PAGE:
A Brief History on Title IX

On June 23, 1972, the U.S. Department of Education enforced a series of amendments and statutes for any educational programs that receive federal assistance. One of these amendments is known as “Title IX.” At its core, Title IX states the following:

“No person in the U.S. shall, on the basis of sex, be excluded from participation in, denied the benefits of, or be subjected to discrimination under any education or activity.”

Title IX in College Sports

Established in 1906, the National Collegiate Athletic Association (NCAA) would have to rethink its system given the advent of Title IX. In the early 1970s, more than 85% of all NCAA athletes were male. However, with the rollout of Title IX, this would begin to change. Universities would no longer be able to put all their attention towards men’s athletics. For example, colleges would have to offer women the same type of athletic resources – locker rooms, medical treatment, training, coaching, travel expenses, practice facilities, and recruitment. While this didn’t result in an immediate change, over time, women’s athletics began to flourish.

Nearly 50 years after the amendment was passed, the NCAA announced that the male to female athlete ratio was nearly even. With 278,614 male participants and 216,378 female participants, it’s evident that Title IX still resonates in colleges and universities across the nation.

Did You Know?

Title IX also helped grow women’s sports at the high school level. In 1972, there were under 300,000 women competing in high school athletics. Today, that number has increased to roughly 2.6 million.

Title IX in the Classroom

Gender discrimination in the classroom isn’t always obvious, but it’s just as destructive. Here are few ways a breach in Title IX could take place in a learning environment:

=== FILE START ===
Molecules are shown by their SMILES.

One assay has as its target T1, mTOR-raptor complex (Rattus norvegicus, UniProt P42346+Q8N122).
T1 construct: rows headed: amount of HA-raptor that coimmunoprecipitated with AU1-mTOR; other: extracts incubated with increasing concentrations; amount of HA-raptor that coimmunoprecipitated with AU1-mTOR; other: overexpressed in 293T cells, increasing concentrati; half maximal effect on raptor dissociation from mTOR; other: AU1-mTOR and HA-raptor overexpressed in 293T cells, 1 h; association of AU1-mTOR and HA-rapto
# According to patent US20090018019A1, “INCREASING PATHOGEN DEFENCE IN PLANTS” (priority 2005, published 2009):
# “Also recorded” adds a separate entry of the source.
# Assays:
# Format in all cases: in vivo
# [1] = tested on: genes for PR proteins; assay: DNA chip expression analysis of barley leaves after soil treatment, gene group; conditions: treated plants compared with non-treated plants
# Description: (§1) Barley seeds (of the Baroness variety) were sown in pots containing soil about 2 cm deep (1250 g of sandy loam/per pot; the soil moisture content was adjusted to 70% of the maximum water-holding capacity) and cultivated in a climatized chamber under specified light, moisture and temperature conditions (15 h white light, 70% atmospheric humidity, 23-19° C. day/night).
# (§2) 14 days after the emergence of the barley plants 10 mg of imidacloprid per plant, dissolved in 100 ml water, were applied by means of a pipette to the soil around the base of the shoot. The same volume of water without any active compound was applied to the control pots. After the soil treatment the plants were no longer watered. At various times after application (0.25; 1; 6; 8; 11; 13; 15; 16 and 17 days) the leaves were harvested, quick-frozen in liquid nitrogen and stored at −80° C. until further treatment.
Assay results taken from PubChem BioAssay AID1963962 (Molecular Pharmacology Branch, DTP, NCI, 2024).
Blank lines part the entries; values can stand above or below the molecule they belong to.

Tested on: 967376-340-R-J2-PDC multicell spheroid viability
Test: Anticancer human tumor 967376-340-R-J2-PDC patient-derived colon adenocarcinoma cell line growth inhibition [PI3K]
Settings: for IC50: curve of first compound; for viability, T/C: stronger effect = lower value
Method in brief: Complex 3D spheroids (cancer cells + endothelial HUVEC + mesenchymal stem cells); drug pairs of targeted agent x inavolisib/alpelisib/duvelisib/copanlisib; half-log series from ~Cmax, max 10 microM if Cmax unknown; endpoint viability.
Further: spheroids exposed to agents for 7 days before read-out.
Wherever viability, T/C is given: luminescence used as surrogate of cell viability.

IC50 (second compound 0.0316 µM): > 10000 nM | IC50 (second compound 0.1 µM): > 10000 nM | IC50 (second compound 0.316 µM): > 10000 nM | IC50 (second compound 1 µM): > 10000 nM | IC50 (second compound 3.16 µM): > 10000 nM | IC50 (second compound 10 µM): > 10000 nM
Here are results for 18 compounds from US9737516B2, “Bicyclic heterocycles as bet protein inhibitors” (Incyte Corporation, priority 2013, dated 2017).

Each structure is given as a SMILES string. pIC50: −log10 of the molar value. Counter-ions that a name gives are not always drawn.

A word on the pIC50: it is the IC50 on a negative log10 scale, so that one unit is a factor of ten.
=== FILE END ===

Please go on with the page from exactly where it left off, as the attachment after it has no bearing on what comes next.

• Being misgendered by classmates or instructors
  • Being told by a teacher that they expect more because of your gender
  • Being called derogatory names related to your sexual orientation
  • Offensive gendered remarks
  • Unwelcomed sexual advances

Have you been wrongfully accused of one of the following Title IX breaches? It’s important to hire a Boston defense attorney that has experience advocating for college students.

For more information on how we can help you fight your case, contact Brad Bailey Law today!

What Is OCR?

The Office of Civil Rights (OCR) is an entity under the Department of Education that evaluates each complaint filed and dictates whether further action should be taken. Outside of Title IX, OCR also evaluates other laws enforced by the Department of Education:

  • Civil Rights Act of 1964
  • Rehabilitation Act of 1973
  • Age Discrimination Act of 1975
  • Americans with Disabilities Act of 1990
  • Boy Scouts of America Equal Access Act

What Does the Evaluation Process Look Like?

When filing a complaint, you can expect the following process to be executed for your case:

  1. Once OCR receives a written complaint a committee meets to determine if further action is needed.
  2. If the complaint constitutes further processing, OCR will then decide if it can legally investigate the complaint. Certain circumstances might present roadblocks. If so, the complainant would have to contact law enforcement for an investigation.
  3. If OCR determines that it can legally investigate, an official may reach out to the complainant within two weeks of the complaint being submitted.
  4. During this contact, the official will ask for additional information about the alleged victim, the person in question, or other aspects of the circumstance.  
  5. Finally, if OCR receives additional information it will decide to open an investigation. When this happens, both the complainant and recipient will receive letters notifying them of the investigation.

It should be noted that OCR reserves the right to dismiss your complaint if it meets any of the following requirements:

  • The complaint doesn’t meet any of the previously mentioned acts that OCR governs
  • The complaint is entirely speculation and incoherent
  • The complaint has already been investigated by state or federal authorities
  • The complainant failed to provide further details with 14 days of being contacted by OCR
  • The allegations have already been resolved

Have you or a loved one been wrongfully accused of an incident involving Title IX? At Brad Bailey Law, our criminal defense lawyer has vast experience assisting clients with these types of cases. To start your free consultation, give us a call today: (617) 500-0252!